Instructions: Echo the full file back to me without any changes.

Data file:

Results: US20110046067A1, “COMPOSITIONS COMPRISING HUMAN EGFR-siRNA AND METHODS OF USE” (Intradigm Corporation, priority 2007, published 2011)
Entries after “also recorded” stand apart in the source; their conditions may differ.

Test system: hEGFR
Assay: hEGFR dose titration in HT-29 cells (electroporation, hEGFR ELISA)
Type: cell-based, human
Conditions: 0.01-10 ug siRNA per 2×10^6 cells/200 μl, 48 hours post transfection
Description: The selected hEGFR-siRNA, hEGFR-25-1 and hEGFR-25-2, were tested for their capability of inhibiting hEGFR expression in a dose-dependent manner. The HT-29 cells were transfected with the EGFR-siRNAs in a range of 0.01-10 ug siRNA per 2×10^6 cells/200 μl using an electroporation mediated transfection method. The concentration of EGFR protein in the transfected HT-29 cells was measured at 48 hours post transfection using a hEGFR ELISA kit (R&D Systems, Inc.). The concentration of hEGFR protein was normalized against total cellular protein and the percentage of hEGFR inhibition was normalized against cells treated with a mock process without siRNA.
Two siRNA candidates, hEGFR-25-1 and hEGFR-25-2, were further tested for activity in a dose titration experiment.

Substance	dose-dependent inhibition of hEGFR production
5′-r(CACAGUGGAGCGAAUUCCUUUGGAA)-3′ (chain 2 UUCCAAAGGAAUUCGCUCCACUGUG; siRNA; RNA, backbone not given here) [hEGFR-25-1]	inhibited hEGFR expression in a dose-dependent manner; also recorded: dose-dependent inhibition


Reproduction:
Results: US20110046067A1, “COMPOSITIONS COMPRISING HUMAN EGFR-siRNA AND METHODS OF USE” (Intradigm Corporation, priority 2007, published 2011)
Entries after “also recorded” stand apart in the source; their conditions may differ.

Test system: hEGFR
Assay: hEGFR dose titration in HT-29 cells (electroporation, hEGFR ELISA)
Type: cell-based, human
Conditions: 0.01-10 ug siRNA per 2×10^6 cells/200 μl, 48 hours post transfection
Description: The selected hEGFR-siRNA, hEGFR-25-1 and hEGFR-25-2, were tested for their capability of inhibiting hEGFR expression in a dose-dependent manner. The HT-29 cells were transfected with the EGFR-siRNAs in a range of 0.01-10 ug siRNA per 2×10^6 cells/200 μl using an electroporation mediated transfection method. The concentration of EGFR protein in the transfected HT-29 cells was measured at 48 hours post transfection using a hEGFR ELISA kit (R&D Systems, Inc.). The concentration of hEGFR protein was normalized against total cellular protein and the percentage of hEGFR inhibition was normalized against cells treated with a mock process without siRNA.
Two siRNA candidates, hEGFR-25-1 and hEGFR-25-2, were further tested for activity in a dose titration experiment.

Substance	dose-dependent inhibition of hEGFR production
5′-r(CACAGUGGAGCGAAUUCCUUUGGAA)-3′ (chain 2 UUCCAAAGGAAUUCGCUCCACUGUG; siRNA; RNA, backbone not given here) [hEGFR-25-1]	inhibited hEGFR expression in a dose-dependent manner; also recorded: dose-dependent inhibition